Spot the difference at the dinner party or barbeque. So, what do you do Joe? [You must start with ‘so’ if you are in some kind of technology role yourself]
‘I am in IT, I work for Techno’ vs. ‘I work for Techno, I work in IT
‘I am a medical doctor, I work in PharmaTer’ vs. ‘I work for PharmaTer as a medical doctor’.
‘I am a hedge fund manager, I work for InvestSmart’ vs. ‘You know InvestSmart? I work there as a hedge fund manager’
‘I am an accountant, I work for GoodsMart’ vs ‘I am work for GoodsMart, in finance, I am an accountant by training’
‘I am a lawyer, I work for BankGlobal’ vs ‘I work for BankGlobal as a corporate lawyer’.
Imagine many other alternatives on any other function. The differences are not simple anecdotal ways of expressing the same. The expressions are not the same. In one type, the dominance is the professional tribe (IT, medic, hedge fund, accountant, lawyer). In the other type, the company (Techno, PharmaTer, InvestSmart, GoodsMart, BankGlobal) is the dominant source of belonging. Both are compatible, for sure. But, if I were the CEO of any of these companies, I’d rather have my people referring to the professional tribe after, not before referring to the company.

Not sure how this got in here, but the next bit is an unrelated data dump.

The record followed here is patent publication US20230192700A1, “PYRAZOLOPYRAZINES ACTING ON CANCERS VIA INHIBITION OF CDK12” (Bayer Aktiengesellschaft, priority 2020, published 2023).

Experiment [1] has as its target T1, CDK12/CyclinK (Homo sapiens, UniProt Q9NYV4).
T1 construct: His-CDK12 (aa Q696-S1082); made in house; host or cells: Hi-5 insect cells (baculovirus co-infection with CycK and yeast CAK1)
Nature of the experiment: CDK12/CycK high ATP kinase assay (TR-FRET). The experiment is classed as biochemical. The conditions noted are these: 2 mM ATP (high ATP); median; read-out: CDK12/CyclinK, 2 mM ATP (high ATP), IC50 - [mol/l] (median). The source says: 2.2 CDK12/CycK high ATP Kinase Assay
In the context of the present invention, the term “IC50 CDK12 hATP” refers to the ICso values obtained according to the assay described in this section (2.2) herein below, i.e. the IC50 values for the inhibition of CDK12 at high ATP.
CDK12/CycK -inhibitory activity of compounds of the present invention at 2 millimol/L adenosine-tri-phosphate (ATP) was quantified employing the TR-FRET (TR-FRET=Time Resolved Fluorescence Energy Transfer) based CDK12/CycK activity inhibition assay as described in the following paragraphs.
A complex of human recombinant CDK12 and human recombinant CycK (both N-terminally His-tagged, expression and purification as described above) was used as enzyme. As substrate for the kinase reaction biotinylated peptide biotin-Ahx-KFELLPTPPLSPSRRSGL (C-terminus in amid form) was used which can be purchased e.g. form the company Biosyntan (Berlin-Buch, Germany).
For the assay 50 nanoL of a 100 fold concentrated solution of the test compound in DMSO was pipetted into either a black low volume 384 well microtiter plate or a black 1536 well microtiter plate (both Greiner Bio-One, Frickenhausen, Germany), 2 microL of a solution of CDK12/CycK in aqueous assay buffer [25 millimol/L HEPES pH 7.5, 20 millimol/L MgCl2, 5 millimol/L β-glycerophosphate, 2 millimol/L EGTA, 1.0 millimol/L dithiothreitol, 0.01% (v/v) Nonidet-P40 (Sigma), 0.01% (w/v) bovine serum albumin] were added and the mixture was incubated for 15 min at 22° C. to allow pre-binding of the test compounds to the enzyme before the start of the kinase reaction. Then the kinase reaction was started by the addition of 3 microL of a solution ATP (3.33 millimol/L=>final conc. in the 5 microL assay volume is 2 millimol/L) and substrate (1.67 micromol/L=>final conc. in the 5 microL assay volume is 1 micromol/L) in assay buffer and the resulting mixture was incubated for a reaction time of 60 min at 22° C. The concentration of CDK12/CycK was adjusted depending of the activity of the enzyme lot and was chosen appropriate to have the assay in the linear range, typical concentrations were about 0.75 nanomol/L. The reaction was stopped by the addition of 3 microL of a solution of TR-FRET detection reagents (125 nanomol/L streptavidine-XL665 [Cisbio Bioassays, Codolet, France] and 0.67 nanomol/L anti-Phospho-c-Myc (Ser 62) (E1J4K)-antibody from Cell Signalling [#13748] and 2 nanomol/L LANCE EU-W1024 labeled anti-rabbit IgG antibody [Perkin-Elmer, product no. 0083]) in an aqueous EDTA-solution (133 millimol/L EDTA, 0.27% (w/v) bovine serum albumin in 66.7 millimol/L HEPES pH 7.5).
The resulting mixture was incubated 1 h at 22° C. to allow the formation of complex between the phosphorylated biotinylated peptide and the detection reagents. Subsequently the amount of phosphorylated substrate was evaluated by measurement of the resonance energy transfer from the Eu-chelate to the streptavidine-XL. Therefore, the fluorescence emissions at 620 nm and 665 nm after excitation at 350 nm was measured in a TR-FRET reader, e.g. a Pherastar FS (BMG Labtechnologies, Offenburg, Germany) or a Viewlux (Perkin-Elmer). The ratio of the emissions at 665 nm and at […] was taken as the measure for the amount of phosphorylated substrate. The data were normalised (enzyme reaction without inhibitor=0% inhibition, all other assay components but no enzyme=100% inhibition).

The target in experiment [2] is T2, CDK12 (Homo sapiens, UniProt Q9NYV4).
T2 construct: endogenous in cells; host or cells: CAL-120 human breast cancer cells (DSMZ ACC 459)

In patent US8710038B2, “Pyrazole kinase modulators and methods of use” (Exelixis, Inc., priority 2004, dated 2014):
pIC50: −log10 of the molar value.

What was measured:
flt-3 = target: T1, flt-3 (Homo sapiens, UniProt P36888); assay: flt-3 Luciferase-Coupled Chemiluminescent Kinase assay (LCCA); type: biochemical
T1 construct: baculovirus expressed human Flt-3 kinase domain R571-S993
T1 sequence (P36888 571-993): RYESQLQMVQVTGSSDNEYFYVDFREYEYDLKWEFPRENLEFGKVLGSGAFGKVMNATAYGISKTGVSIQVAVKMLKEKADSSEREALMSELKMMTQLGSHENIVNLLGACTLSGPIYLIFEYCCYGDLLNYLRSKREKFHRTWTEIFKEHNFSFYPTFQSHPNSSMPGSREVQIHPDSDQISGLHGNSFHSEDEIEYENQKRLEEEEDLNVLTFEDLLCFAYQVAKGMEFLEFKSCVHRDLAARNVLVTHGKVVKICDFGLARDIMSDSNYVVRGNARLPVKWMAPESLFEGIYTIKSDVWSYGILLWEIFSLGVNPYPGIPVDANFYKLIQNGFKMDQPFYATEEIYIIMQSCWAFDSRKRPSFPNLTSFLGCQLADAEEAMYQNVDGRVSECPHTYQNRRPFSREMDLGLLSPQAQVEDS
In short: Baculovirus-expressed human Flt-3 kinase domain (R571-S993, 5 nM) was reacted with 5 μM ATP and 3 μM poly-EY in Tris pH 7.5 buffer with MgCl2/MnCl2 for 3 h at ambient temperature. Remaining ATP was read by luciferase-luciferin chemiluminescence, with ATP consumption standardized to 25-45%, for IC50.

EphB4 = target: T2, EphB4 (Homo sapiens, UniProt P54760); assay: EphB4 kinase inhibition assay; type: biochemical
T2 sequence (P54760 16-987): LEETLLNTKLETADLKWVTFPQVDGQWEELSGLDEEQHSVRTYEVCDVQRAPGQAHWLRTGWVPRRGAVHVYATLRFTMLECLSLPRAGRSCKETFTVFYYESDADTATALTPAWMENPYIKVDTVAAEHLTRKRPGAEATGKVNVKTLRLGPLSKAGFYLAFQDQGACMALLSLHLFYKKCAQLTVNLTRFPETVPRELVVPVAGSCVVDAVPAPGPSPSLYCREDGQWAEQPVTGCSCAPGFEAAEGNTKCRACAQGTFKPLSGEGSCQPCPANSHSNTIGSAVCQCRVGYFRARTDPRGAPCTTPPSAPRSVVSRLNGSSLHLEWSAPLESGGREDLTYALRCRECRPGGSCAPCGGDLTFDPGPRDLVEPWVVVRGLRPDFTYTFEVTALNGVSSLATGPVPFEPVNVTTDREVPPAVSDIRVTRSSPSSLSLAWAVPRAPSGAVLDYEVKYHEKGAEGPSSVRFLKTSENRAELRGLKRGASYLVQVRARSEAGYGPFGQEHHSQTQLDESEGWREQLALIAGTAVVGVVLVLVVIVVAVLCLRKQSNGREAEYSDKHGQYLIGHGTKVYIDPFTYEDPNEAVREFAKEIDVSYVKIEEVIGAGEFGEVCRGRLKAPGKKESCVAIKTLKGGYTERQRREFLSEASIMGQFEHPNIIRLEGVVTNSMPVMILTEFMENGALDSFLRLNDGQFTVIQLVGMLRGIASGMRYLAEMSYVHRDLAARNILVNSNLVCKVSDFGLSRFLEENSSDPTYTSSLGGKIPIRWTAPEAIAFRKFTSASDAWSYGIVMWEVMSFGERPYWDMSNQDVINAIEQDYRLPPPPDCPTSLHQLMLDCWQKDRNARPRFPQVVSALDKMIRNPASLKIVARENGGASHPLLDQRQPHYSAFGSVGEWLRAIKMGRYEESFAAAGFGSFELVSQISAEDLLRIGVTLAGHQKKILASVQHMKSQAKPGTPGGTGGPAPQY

There is absolutely nothing wrong with the tribal-professional sense of belonging. But when projected upfront as my real persona, it means that its power, significance, and identity is stronger than those of the employer’s itself. Tribe 1, company brand nil.
I have found two types of clients. Those who don’t get this, (‘don’t see the problem’) and those who care about ‘the order of things’. The latter are the ones who also care about culture. Since senior leaders, and therefore CEOs, are curators of their culture, it’s clear which ones ‘see’ the differences and have a preference for the company brand.
‘Seeing’ is the first step to interpreting and then doing something. Do you know what Joe, from your company, says when asked? I wish the Employee Engagement people included this…